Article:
Rightly or wrongly, and whether the Czech manufacturer likes it or not, you can’t help having certain dynamic expectations of a big Skoda.

Distinguishing ride comfort would be a realistic expectation of any family SUV, of course, but when the manufacturer of the likes of the Skoda Octavia and Skoda Superb makes one, you expect it to be comfortable. And the Kodiaq is comfortable, just not outstandingly so.

Kodiaq doesn’t take long to settle on its outside contact patches, taking a consistent and predictable path to the exit

This is doubtless because the customers to whom Skoda would like to sell its new-generation SUVs are being defined as quite different from those who’ve bought Skoda Superb Estates and the like thus far.

The company is plainly keen that the Kodiaq and its ilk be thought of as cars every bit as modern and dynamic as most in the class – and you can tell, because the Kodiaq is absolutely no softer riding than most of its rivals.

Its body is cradled quite tautly by its suspension and is prevented from rolling or heaving too hard when driven with a bit of gusto. As a result, it handles quite well for a car of its size.

But over anything less than a millpond surface, there’s also a restless edge to the ride that is set up by those slightly firmer-than-average suspension springs, which may be exacerbated by the anti-roll bar settings and which wasn’t effectively addressed by out test car’s adaptive dampers.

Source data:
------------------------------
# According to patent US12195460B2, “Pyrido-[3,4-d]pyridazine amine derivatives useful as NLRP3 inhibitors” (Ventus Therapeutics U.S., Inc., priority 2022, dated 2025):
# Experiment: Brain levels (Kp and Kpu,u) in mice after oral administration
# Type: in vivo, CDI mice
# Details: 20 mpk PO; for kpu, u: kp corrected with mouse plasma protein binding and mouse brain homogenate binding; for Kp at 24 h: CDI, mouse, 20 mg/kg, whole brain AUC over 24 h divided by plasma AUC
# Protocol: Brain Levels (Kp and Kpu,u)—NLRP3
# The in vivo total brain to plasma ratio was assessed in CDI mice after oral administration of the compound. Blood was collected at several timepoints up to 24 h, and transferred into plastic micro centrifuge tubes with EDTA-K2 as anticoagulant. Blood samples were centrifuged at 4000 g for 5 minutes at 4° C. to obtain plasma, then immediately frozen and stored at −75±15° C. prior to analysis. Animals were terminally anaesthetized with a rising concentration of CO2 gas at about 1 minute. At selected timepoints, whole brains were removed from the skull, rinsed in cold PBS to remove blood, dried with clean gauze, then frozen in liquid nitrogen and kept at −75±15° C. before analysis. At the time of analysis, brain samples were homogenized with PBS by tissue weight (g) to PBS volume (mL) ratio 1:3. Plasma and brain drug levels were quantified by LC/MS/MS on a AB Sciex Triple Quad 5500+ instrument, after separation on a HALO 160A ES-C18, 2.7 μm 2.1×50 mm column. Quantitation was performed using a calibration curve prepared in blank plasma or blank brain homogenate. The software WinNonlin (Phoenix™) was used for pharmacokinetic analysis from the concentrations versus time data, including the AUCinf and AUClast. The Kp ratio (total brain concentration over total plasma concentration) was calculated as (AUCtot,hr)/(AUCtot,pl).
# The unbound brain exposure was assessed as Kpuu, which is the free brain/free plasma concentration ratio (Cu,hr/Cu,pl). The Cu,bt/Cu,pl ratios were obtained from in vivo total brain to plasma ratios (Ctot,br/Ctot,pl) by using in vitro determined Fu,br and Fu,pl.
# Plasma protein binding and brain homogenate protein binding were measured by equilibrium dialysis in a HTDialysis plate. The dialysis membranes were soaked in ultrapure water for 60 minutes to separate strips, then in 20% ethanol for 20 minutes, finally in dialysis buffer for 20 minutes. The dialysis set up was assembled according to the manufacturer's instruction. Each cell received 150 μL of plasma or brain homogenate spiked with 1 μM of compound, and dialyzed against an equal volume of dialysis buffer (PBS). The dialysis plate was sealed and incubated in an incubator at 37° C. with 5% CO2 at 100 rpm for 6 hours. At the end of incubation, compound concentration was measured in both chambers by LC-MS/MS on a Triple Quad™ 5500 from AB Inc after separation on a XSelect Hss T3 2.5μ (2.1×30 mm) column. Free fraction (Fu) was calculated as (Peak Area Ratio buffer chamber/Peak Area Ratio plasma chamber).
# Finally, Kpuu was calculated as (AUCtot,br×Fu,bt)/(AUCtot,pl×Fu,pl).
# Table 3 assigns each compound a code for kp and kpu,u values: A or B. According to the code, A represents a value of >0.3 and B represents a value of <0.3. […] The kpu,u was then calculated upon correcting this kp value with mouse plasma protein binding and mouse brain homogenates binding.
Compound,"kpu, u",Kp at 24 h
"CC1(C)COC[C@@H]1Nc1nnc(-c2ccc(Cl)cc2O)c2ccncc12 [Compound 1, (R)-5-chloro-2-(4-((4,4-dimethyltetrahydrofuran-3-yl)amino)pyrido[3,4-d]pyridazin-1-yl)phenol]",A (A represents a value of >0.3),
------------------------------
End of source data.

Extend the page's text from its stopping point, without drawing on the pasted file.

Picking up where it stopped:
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The problem is more to do with fore-aft pitch than vertical bounce, but it’s there – it’s distantly bothersome – and a more practised SUV maker wouldn’t have tolerated it.

Likewise, we suspect a more experienced hand with relatively large and heavy cars wouldn’t have elected for a power steering calibration like the Kodiaq’s, which tries to use lightness to disguise the car’s size but ends up corrupting your primary relationship with the handling a bit.

That the wheel offers little feel isn’t a major problem for this kind of car, but it should at least seem consistently weighted and fluent.

The Kodiaq’s seems to shed its weight as you add angle, resulting in a slightly pendulous feel and occasionally making the car handle imprecisely.

Where bigger, heavier, more traditional big SUVs can struggle, the Kodiaq handles with laudable composure on Millbrook’s Hill Route.

Driving to extremes isn’t something you do out of choice in any seven-seat SUV, with a few exceptions, but the idea that the Kodiaq is better armed than you might expect, should you ever need to rely on its good handling response, may just help to sell it.

The over-assisted steering doesn’t always make it easy to be as smooth as you’d like to be or to sniff out every last bit of adhesion, but cornering composure is strong regardless and body control quite upright.

Balance is good up to a point, ebbing away at the limit, only for the subtle ESP system to prevent unwanted throttle-on understeer. But overall, the way it changes direction and stays secure at all times speaks of its relatively modest kerb weight and is a fine advert for it among safety-minded drivers.